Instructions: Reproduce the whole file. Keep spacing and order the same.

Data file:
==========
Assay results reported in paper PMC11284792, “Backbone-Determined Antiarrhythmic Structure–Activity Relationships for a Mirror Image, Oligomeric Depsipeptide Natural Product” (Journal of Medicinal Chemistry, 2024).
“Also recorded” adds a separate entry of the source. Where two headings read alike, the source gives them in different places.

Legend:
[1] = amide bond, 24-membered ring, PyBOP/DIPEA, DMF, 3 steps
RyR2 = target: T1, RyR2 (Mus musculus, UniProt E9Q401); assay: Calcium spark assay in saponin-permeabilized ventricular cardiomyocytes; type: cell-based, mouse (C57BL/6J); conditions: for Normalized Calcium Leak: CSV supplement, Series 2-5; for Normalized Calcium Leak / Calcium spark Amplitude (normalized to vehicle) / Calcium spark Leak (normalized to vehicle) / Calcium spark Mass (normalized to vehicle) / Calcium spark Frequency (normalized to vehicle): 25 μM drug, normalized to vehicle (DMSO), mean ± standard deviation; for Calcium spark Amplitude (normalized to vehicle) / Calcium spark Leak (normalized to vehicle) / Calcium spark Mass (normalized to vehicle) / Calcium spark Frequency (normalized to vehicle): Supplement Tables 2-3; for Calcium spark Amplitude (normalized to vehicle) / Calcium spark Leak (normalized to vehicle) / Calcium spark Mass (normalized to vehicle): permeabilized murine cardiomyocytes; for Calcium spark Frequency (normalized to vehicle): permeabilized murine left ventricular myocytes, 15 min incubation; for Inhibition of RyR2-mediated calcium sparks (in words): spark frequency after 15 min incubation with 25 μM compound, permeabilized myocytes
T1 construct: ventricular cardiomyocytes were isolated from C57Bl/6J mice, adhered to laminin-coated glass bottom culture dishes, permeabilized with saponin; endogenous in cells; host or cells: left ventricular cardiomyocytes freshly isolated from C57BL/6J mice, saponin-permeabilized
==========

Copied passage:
Assay results reported in paper PMC11284792, “Backbone-Determined Antiarrhythmic Structure–Activity Relationships for a Mirror Image, Oligomeric Depsipeptide Natural Product” (Journal of Medicinal Chemistry, 2024).
“Also recorded” adds a separate entry of the source. Where two headings read alike, the source gives them in different places.

Legend:
[1] = amide bond, 24-membered ring, PyBOP/DIPEA, DMF, 3 steps
RyR2 = target: T1, RyR2 (Mus musculus, UniProt E9Q401); assay: Calcium spark assay in saponin-permeabilized ventricular cardiomyocytes; type: cell-based, mouse (C57BL/6J); conditions: for Normalized Calcium Leak: CSV supplement, Series 2-5; for Normalized Calcium Leak / Calcium spark Amplitude (normalized to vehicle) / Calcium spark Leak (normalized to vehicle) / Calcium spark Mass (normalized to vehicle) / Calcium spark Frequency (normalized to vehicle): 25 μM drug, normalized to vehicle (DMSO), mean ± standard deviation; for Calcium spark Amplitude (normalized to vehicle) / Calcium spark Leak (normalized to vehicle) / Calcium spark Mass (normalized to vehicle) / Calcium spark Frequency (normalized to vehicle): Supplement Tables 2-3; for Calcium spark Amplitude (normalized to vehicle) / Calcium spark Leak (normalized to vehicle) / Calcium spark Mass (normalized to vehicle): permeabilized murine cardiomyocytes; for Calcium spark Frequency (normalized to vehicle): permeabilized murine left ventricular myocytes, 15 min incubation; for Inhibition of RyR2-mediated calcium sparks (in words): spark frequency after 15 min incubation with 25 μM compound, permeabilized myocytes
T1 construct: ventricular cardiomyocytes were isolated from C57Bl/6J mice, adhered to laminin-coated glass bottom culture dishes, permeabilized with saponin; endogenous in cells; host or cells: left ventricular cardiomyocytes freshly isolated from C57BL/6J mice, saponin-permeabilized